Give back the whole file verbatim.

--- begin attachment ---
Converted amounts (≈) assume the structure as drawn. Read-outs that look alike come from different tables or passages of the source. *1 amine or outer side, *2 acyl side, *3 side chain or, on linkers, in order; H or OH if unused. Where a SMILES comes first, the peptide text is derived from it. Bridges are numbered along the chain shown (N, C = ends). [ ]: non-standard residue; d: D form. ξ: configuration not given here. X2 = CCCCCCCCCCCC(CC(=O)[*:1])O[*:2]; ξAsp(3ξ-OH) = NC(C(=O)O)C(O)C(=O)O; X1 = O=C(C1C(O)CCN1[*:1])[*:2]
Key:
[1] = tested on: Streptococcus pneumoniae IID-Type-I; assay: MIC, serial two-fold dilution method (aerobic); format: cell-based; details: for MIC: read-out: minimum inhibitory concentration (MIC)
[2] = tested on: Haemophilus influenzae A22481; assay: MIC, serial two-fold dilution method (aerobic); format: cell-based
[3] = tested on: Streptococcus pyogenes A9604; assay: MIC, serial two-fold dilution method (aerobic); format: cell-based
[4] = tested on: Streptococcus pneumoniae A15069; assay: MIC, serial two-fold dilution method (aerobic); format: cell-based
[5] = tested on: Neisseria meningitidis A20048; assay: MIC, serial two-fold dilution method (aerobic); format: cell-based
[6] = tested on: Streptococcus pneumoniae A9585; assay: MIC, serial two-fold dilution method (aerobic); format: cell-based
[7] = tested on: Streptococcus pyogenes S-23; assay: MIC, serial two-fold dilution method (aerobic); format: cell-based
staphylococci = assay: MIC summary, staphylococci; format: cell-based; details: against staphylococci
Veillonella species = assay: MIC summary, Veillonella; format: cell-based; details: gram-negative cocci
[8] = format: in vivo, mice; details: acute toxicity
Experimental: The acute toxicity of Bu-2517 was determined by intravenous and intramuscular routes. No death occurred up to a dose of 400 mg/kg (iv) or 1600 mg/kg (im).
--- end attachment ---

Converted amounts (≈) assume the structure as drawn. Read-outs that look alike come from different tables or passages of the source. *1 amine or outer side, *2 acyl side, *3 side chain or, on linkers, in order; H or OH if unused. Where a SMILES comes first, the peptide text is derived from it. Bridges are numbered along the chain shown (N, C = ends). [ ]: non-standard residue; d: D form. ξ: configuration not given here. X2 = CCCCCCCCCCCC(CC(=O)[*:1])O[*:2]; ξAsp(3ξ-OH) = NC(C(=O)O)C(O)C(=O)O; X1 = O=C(C1C(O)CCN1[*:1])[*:2]
Key:
[1] = tested on: Streptococcus pneumoniae IID-Type-I; assay: MIC, serial two-fold dilution method (aerobic); format: cell-based; details: for MIC: read-out: minimum inhibitory concentration (MIC)
[2] = tested on: Haemophilus influenzae A22481; assay: MIC, serial two-fold dilution method (aerobic); format: cell-based
[3] = tested on: Streptococcus pyogenes A9604; assay: MIC, serial two-fold dilution method (aerobic); format: cell-based
[4] = tested on: Streptococcus pneumoniae A15069; assay: MIC, serial two-fold dilution method (aerobic); format: cell-based
[5] = tested on: Neisseria meningitidis A20048; assay: MIC, serial two-fold dilution method (aerobic); format: cell-based
[6] = tested on: Streptococcus pneumoniae A9585; assay: MIC, serial two-fold dilution method (aerobic); format: cell-based
[7] = tested on: Streptococcus pyogenes S-23; assay: MIC, serial two-fold dilution method (aerobic); format: cell-based
staphylococci = assay: MIC summary, staphylococci; format: cell-based; details: against staphylococci
Veillonella species = assay: MIC summary, Veillonella; format: cell-based; details: gram-negative cocci
[8] = format: in vivo, mice; details: acute toxicity
Experimental: The acute toxicity of Bu-2517 was determined by intravenous and intramuscular routes. No death occurred up to a dose of 400 mg/kg (iv) or 1600 mg/kg (im).